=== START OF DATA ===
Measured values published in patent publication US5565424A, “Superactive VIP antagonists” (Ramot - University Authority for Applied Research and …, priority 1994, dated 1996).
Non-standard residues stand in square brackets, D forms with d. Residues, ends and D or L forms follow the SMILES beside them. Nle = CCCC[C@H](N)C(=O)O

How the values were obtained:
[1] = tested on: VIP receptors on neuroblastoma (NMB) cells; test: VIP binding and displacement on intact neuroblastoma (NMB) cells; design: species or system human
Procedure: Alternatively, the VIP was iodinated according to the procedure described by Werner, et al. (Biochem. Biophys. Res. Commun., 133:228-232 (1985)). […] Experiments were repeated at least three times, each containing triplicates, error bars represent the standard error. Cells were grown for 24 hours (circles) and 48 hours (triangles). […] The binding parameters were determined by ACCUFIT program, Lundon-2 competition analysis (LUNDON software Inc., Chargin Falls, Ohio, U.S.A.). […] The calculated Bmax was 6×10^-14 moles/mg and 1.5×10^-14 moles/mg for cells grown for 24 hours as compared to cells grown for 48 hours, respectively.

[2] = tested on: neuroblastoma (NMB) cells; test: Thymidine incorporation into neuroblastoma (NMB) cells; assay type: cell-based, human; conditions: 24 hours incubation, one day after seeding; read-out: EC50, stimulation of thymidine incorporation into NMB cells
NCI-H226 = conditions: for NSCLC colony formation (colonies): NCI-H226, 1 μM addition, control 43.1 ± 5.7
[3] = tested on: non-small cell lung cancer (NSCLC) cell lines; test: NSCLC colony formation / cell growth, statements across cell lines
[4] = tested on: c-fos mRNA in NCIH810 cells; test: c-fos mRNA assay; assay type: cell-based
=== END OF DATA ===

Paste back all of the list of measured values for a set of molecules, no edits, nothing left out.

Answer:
Measured values published in patent publication US5565424A, “Superactive VIP antagonists” (Ramot - University Authority for Applied Research and …, priority 1994, dated 1996).
Non-standard residues stand in square brackets, D forms with d. Residues, ends and D or L forms follow the SMILES beside them. Nle = CCCC[C@H](N)C(=O)O

How the values were obtained:
[1] = tested on: VIP receptors on neuroblastoma (NMB) cells; test: VIP binding and displacement on intact neuroblastoma (NMB) cells; design: species or system human
Procedure: Alternatively, the VIP was iodinated according to the procedure described by Werner, et al. (Biochem. Biophys. Res. Commun., 133:228-232 (1985)). […] Experiments were repeated at least three times, each containing triplicates, error bars represent the standard error. Cells were grown for 24 hours (circles) and 48 hours (triangles). […] The binding parameters were determined by ACCUFIT program, Lundon-2 competition analysis (LUNDON software Inc., Chargin Falls, Ohio, U.S.A.). […] The calculated Bmax was 6×10^-14 moles/mg and 1.5×10^-14 moles/mg for cells grown for 24 hours as compared to cells grown for 48 hours, respectively.

[2] = tested on: neuroblastoma (NMB) cells; test: Thymidine incorporation into neuroblastoma (NMB) cells; assay type: cell-based, human; conditions: 24 hours incubation, one day after seeding; read-out: EC50, stimulation of thymidine incorporation into NMB cells
NCI-H226 = conditions: for NSCLC colony formation (colonies): NCI-H226, 1 μM addition, control 43.1 ± 5.7
[3] = tested on: non-small cell lung cancer (NSCLC) cell lines; test: NSCLC colony formation / cell growth, statements across cell lines
[4] = tested on: c-fos mRNA in NCIH810 cells; test: c-fos mRNA assay; assay type: cell-based